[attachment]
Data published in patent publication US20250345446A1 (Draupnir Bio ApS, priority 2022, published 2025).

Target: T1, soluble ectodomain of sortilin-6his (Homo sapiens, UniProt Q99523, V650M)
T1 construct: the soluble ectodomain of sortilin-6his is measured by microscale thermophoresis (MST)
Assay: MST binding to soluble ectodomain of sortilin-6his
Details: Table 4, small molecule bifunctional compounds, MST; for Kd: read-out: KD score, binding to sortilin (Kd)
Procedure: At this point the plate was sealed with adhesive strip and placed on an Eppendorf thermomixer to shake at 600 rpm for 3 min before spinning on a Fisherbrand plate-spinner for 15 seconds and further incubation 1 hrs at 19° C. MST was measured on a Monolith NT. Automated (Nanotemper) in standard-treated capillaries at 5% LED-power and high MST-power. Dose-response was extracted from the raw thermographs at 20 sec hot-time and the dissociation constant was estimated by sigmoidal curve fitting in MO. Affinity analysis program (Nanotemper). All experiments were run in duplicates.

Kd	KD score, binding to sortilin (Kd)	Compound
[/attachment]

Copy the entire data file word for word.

Data published in patent publication US20250345446A1 (Draupnir Bio ApS, priority 2022, published 2025).

Target: T1, soluble ectodomain of sortilin-6his (Homo sapiens, UniProt Q99523, V650M)
T1 construct: the soluble ectodomain of sortilin-6his is measured by microscale thermophoresis (MST)
Assay: MST binding to soluble ectodomain of sortilin-6his
Details: Table 4, small molecule bifunctional compounds, MST; for Kd: read-out: KD score, binding to sortilin (Kd)
Procedure: At this point the plate was sealed with adhesive strip and placed on an Eppendorf thermomixer to shake at 600 rpm for 3 min before spinning on a Fisherbrand plate-spinner for 15 seconds and further incubation 1 hrs at 19° C. MST was measured on a Monolith NT. Automated (Nanotemper) in standard-treated capillaries at 5% LED-power and high MST-power. Dose-response was extracted from the raw thermographs at 20 sec hot-time and the dissociation constant was estimated by sigmoidal curve fitting in MO. Affinity analysis program (Nanotemper). All experiments were run in duplicates.

Kd	KD score, binding to sortilin (Kd)	Compound